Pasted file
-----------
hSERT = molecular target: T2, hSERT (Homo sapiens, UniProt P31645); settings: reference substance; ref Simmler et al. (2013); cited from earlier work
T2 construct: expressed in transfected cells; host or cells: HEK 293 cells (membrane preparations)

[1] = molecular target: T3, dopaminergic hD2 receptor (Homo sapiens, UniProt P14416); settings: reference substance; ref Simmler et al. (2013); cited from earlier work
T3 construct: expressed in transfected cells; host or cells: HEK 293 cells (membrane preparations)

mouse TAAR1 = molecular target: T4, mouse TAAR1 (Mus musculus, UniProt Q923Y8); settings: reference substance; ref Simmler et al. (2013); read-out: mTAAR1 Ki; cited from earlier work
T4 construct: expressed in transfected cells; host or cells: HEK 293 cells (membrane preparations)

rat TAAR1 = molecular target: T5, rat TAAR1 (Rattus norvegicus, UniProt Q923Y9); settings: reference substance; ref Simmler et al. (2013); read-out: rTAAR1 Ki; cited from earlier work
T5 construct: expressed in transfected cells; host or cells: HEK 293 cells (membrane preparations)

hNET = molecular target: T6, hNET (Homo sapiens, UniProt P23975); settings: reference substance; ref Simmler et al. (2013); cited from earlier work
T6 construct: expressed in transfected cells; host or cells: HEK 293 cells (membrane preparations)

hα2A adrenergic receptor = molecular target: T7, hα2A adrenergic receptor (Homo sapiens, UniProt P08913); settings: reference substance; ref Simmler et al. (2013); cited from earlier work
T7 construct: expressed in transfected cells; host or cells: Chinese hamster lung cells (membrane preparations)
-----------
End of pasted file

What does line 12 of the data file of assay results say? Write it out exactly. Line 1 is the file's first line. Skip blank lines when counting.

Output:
T7 construct: expressed in transfected cells; host or cells: Chinese hamster lung cells (membrane preparations)